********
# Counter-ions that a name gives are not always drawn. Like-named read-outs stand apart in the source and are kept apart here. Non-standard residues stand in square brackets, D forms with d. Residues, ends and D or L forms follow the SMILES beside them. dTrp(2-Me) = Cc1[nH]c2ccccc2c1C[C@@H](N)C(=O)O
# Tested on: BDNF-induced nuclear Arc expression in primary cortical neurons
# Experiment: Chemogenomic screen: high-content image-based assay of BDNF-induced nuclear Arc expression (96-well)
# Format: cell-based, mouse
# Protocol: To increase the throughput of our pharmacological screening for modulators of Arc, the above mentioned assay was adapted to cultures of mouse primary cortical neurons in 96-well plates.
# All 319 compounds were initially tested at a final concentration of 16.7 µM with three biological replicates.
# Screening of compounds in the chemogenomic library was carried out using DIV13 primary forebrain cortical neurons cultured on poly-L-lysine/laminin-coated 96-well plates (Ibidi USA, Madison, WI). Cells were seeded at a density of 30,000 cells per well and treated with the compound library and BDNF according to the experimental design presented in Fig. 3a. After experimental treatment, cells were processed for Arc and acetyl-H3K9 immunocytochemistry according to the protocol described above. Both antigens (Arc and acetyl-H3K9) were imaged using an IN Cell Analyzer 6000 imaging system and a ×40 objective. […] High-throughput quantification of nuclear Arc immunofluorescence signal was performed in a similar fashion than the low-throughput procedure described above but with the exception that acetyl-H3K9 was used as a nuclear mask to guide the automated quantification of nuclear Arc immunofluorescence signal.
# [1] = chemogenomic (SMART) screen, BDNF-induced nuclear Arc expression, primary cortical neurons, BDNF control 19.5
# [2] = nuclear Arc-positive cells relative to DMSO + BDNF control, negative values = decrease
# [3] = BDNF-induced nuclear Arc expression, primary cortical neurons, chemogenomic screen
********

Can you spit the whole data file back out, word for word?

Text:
# Counter-ions that a name gives are not always drawn. Like-named read-outs stand apart in the source and are kept apart here. Non-standard residues stand in square brackets, D forms with d. Residues, ends and D or L forms follow the SMILES beside them. dTrp(2-Me) = Cc1[nH]c2ccccc2c1C[C@@H](N)C(=O)O
# Tested on: BDNF-induced nuclear Arc expression in primary cortical neurons
# Experiment: Chemogenomic screen: high-content image-based assay of BDNF-induced nuclear Arc expression (96-well)
# Format: cell-based, mouse
# Protocol: To increase the throughput of our pharmacological screening for modulators of Arc, the above mentioned assay was adapted to cultures of mouse primary cortical neurons in 96-well plates.
# All 319 compounds were initially tested at a final concentration of 16.7 µM with three biological replicates.
# Screening of compounds in the chemogenomic library was carried out using DIV13 primary forebrain cortical neurons cultured on poly-L-lysine/laminin-coated 96-well plates (Ibidi USA, Madison, WI). Cells were seeded at a density of 30,000 cells per well and treated with the compound library and BDNF according to the experimental design presented in Fig. 3a. After experimental treatment, cells were processed for Arc and acetyl-H3K9 immunocytochemistry according to the protocol described above. Both antigens (Arc and acetyl-H3K9) were imaged using an IN Cell Analyzer 6000 imaging system and a ×40 objective. […] High-throughput quantification of nuclear Arc immunofluorescence signal was performed in a similar fashion than the low-throughput procedure described above but with the exception that acetyl-H3K9 was used as a nuclear mask to guide the automated quantification of nuclear Arc immunofluorescence signal.
# [1] = chemogenomic (SMART) screen, BDNF-induced nuclear Arc expression, primary cortical neurons, BDNF control 19.5
# [2] = nuclear Arc-positive cells relative to DMSO + BDNF control, negative values = decrease
# [3] = BDNF-induced nuclear Arc expression, primary cortical neurons, chemogenomic screen